The Intermediary Mortgage Lenders Association (IMLA) has launched its General Election wishlist, urging the next government to fix challenges facing the housing market.
On key highlight includes IMLA wanting to see a re-evaluation of the Financial Policy Committee’s stress-testing rules.
IMLA believes the current rate of 3% plus SVR is far above the rate most borrowers will realistically pay and blocks those on lower incomes from getting onto the housing ladder.
The association also called for more properties to be built and increased discussion around the types and designs of these properties.
Kate Davies (pictured) executive director IMLA, said: “We’ve had 18 housing ministers in 20 years, but the structural challenges facing Britain’s housing market remain unsolved.
“Tackling the key issues around affordability and supply must remain a central part of the next government’s plan.
“IMLA is calling on the next government to put real focus and resources into solving the issues plaguing our housing market.
“We need the government to work with the industry to decide what happens after Help to Buy ends.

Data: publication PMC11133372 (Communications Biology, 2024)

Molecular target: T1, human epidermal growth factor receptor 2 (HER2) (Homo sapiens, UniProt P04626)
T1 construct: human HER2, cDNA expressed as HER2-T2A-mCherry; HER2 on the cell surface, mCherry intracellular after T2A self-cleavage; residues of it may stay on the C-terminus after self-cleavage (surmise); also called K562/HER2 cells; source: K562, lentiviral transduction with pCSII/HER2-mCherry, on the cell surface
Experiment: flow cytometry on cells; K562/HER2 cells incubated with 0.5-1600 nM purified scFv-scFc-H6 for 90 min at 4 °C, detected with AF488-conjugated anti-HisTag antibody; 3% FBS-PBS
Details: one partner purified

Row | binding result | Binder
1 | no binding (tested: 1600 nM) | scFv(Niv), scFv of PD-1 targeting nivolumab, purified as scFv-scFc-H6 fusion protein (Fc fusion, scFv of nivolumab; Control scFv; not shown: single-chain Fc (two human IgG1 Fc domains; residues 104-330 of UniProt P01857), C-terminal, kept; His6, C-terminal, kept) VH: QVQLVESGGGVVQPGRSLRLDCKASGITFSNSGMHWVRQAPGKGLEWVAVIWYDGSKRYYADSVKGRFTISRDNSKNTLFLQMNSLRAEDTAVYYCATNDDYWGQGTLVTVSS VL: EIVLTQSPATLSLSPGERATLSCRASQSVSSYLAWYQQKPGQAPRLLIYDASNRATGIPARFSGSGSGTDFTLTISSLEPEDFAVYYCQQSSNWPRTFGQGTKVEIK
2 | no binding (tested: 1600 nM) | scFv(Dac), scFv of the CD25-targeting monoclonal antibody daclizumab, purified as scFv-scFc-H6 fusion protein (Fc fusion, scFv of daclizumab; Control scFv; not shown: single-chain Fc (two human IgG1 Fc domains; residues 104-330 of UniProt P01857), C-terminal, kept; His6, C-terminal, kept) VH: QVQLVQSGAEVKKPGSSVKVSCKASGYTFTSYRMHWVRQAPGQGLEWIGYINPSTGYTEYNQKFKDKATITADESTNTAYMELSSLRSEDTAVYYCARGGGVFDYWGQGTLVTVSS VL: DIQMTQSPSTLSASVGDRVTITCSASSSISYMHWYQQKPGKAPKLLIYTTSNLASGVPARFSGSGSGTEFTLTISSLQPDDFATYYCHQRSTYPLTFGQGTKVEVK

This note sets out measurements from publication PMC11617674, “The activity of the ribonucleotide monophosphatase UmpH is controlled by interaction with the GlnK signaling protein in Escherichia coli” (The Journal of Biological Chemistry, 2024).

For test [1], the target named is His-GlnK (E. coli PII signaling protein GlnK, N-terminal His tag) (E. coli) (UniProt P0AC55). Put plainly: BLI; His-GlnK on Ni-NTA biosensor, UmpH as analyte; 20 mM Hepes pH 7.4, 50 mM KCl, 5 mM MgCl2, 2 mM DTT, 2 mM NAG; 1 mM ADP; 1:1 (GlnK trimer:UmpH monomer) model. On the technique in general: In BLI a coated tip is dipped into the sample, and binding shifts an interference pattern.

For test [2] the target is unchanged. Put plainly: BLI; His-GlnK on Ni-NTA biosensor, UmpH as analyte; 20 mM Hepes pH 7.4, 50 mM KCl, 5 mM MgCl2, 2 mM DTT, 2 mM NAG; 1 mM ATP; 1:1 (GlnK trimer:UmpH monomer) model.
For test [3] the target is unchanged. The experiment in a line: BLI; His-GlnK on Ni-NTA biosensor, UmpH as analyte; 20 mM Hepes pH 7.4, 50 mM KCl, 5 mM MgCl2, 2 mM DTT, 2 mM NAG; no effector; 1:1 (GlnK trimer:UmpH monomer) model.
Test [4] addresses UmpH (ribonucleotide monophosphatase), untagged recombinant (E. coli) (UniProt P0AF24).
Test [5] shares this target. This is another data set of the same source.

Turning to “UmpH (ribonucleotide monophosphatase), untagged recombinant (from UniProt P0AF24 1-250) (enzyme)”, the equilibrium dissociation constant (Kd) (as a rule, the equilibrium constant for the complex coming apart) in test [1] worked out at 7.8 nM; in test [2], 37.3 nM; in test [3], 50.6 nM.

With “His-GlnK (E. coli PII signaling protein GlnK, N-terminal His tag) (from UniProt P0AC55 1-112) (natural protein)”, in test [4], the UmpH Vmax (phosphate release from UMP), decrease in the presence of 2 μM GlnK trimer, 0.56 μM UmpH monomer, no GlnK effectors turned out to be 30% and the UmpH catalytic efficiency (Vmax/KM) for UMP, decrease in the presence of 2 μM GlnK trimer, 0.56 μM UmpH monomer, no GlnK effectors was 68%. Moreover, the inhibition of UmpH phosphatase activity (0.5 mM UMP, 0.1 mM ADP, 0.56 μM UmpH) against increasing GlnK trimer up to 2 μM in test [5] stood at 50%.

“We need to address the problems of affordability and supply. We need creative ways to get young people onto the ladder without being dependent on the Bank of Mum and Dad.
“We need to champion the crucial role the buy-to-let (private rental) sector plays in Britain’s housing market.”
IMLA encourages more dialogue between the industry and government on what replaces Help to Buy when it ends in 2023.
The association said that Shared Ownership could be part of the solution, but more work is needed on the government’s proposals for staircasing from as little as 1%.
They claim that for the scheme to work, significant volumes of eligible properties need to be built.
IMLA also wants a review of stamp duty and calls no more buy-to-let changes to give the sector some “breathing space”.
IMLA added it welcomes further investigation and support for mortgage prisoners but suggested not all are ‘trapped’.
Of those who are, some will not be eligible for products with new lenders so IMLA said the messages must be carefully managed so as not to raise expectations unduly.
Furthermore, IMLA supports the FCA’s regulatory reach being extended to give it power to require unregulated entities to comply with all of the appropriate regulation.